Consumer confidence dropped significantly in February on expectations that business conditions and job prospects will continue to worsen over the next six months, The Conference Board reported today.

The Consumer Confidence Index this month fell to 75 from a reading of 87.3 in January, with double-digit declines seen in the present situation and expectations indices that make up the index.

“The Consumer Confidence Index continues losing ground and, with the exception of the Iraqi War in 2003, is now at its lowest level in nearly 15 years (Nov. 1993, 71.9),” Lynn Franco, director of The Conference Board Consumer Research Center, said in a statement. “The weakening in consumers’ assessment of current conditions, fueled by a combination of less favorable business conditions and a sharp rise in the number of consumers saying jobs are hard to get, suggests that the pace of growth in early 2008 has slowed even further.

“Consumers’ expectations have also deteriorated significantly and are now at a 17-year low (Jan. 1991, 55.3). With so few consumers expecting conditions to turn around in the months ahead, the outlook for the economy continues to worsen and the risk of a recession continues to increase.”

According to the survey, consumers’ appraisal of present-day conditions weakened significantly in February, with the present situation index falling to 100.6 from 114.3 in January. Those claiming business conditions are “bad” increased to 21.8 percent from 20.1 percent in the last month, while those claiming business conditions are “good” declined to 18.5 percent from 20.6 percent.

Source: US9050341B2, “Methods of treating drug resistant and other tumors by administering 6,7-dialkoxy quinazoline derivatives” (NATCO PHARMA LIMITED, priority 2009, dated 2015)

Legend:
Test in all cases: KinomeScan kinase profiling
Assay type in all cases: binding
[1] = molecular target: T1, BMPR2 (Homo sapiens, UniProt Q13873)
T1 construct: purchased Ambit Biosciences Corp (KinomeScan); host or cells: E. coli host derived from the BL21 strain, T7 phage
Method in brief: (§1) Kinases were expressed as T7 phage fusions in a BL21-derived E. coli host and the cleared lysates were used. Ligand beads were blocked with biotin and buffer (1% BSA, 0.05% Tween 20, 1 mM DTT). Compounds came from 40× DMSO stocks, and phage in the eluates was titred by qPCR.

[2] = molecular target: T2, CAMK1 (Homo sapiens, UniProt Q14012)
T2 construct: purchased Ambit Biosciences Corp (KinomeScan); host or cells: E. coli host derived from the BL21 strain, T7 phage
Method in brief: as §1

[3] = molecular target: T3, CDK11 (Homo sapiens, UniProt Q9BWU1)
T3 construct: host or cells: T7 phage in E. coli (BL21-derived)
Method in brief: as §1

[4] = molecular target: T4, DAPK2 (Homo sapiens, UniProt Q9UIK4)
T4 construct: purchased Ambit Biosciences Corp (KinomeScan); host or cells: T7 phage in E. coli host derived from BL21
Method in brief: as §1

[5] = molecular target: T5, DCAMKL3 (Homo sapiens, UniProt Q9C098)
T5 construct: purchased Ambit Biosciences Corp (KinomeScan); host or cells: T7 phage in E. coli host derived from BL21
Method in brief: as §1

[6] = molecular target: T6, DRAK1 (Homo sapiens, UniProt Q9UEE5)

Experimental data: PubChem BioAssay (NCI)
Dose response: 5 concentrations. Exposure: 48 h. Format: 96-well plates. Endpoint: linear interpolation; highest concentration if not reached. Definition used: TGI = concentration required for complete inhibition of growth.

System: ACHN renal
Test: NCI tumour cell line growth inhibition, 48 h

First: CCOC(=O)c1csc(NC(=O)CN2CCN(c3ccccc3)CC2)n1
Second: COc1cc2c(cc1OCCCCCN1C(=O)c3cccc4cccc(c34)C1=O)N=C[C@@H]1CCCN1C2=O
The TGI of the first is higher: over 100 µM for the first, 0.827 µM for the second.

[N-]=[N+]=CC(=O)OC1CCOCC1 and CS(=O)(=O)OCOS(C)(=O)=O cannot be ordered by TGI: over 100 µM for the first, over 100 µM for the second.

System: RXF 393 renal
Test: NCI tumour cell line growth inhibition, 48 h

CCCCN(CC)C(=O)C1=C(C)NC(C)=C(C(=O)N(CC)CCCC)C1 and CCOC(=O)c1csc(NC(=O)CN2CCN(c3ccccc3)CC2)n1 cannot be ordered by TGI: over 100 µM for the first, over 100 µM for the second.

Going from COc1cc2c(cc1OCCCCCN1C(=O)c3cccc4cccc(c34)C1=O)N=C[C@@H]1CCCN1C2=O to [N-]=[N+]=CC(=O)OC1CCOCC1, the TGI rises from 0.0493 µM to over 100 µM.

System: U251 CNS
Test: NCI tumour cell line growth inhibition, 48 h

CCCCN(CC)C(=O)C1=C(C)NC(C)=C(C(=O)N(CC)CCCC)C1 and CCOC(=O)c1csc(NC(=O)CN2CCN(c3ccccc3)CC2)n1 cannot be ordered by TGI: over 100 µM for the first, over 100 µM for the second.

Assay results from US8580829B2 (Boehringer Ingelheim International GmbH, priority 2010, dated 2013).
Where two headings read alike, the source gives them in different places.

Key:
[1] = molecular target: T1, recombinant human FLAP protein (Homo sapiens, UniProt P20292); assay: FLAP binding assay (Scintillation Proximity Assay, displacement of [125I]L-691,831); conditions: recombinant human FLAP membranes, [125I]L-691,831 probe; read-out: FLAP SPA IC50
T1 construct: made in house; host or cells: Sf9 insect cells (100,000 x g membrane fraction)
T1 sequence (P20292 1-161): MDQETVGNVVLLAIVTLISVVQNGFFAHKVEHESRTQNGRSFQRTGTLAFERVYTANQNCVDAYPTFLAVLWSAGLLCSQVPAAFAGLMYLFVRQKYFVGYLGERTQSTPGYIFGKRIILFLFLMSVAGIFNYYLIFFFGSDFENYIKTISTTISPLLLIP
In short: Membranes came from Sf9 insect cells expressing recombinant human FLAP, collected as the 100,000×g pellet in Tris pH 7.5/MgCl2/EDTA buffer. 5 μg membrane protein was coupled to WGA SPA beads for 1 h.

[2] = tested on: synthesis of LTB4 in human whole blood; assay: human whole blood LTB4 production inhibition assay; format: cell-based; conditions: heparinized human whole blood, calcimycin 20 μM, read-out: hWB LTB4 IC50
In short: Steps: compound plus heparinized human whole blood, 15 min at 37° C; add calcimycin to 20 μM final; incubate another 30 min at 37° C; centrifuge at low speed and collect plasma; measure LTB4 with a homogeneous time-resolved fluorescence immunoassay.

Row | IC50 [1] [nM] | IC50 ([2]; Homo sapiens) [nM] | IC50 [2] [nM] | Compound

Consumers’ assessment of the job market in February was considerably more pessimistic than January, as those saying jobs are “hard to get” rose to 23.8 percent from 20.6 percent, and those claiming jobs are “plentiful” decreased to 20.6 percent from 23.8 percent.

Consumers’ short-term expectations also deteriorated considerably in February, with the expectations index sinking to 57.9 from 69.3 a month ago. The percentage of consumers expecting business conditions to worsen over the next six months increased sharply to 21.4 percent from 16.3 percent last month, and those anticipating business conditions to improve declined to 9.5 percent from January’s 11.5 percent.

The outlook for the labor market was also significantly more pessimistic this month, as those expecting fewer jobs in the months ahead surged to 27.9 percent from 21.9 percent, and those anticipating more jobs declined to 9 percent from 10.5 percent. The proportion of consumers expecting their incomes to increase declined to 17 percent from 18.1 percent.

The Consumer Confidence Survey is based on a representative sample of 5,000 U.S. households.

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